Director: Woody Allen

82 minutes| U.S.A.| 1987| Colour| 35mm

Quipped the Washington Post about this film: ‘In Vermont no one can hear you scream.’ As summer draws to a close in a secluded country house, emotions of anguish and frustration surface amongst the sophisticated occupants. An egocentric actress (Elaine Stritch) locks horns with her suicidal daughter (Mia Farrow); a frustrated writer (Sam Waterston) swoons over a married woman (Dianne Wiest); a melancholy family friend (Denholm Elliott) quivers with unrequited love.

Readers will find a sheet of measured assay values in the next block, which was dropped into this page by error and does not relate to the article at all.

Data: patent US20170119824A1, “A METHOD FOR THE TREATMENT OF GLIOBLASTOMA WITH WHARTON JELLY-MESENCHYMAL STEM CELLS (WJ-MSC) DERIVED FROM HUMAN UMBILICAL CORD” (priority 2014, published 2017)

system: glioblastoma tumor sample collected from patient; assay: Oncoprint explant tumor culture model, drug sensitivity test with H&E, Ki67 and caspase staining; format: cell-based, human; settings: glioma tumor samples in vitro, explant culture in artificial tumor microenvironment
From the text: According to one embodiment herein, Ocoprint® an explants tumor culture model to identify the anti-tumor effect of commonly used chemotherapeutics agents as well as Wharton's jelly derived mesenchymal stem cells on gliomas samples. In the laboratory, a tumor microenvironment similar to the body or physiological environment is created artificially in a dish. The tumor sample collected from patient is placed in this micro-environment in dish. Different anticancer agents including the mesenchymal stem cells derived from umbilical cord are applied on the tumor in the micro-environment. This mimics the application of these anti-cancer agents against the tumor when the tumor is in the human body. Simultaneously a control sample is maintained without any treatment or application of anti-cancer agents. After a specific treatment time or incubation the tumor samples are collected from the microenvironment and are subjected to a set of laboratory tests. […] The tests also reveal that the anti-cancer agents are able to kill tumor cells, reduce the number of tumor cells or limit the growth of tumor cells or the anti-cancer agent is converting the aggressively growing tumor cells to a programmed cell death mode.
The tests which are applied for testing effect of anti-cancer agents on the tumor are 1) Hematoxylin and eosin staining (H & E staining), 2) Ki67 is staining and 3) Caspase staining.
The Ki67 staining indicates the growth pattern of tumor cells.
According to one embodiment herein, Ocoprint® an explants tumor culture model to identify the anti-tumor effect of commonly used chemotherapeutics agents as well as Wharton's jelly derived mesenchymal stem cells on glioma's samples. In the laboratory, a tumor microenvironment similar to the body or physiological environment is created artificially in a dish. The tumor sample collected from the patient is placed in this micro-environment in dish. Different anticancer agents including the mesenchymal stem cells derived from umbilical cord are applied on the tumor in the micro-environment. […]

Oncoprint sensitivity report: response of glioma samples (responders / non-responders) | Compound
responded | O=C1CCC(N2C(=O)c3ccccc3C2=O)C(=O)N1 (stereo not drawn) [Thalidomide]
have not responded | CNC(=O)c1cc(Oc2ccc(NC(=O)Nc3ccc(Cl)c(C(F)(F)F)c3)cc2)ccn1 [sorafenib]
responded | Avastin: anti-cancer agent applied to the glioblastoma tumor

A chamber-piece which Allen recast and re-shot when his first version did not satisfy him, September is finely acted, with a subtle use of cinematic space in and around the characters to suggest their feelings of hesitation and entrapment. Not a lot happens but two dramatic moments – house-hunters inadvertently bursting in on a romantic tryst, the daughter spilling the beans about her mother – are beautifully timed and worth the wait.

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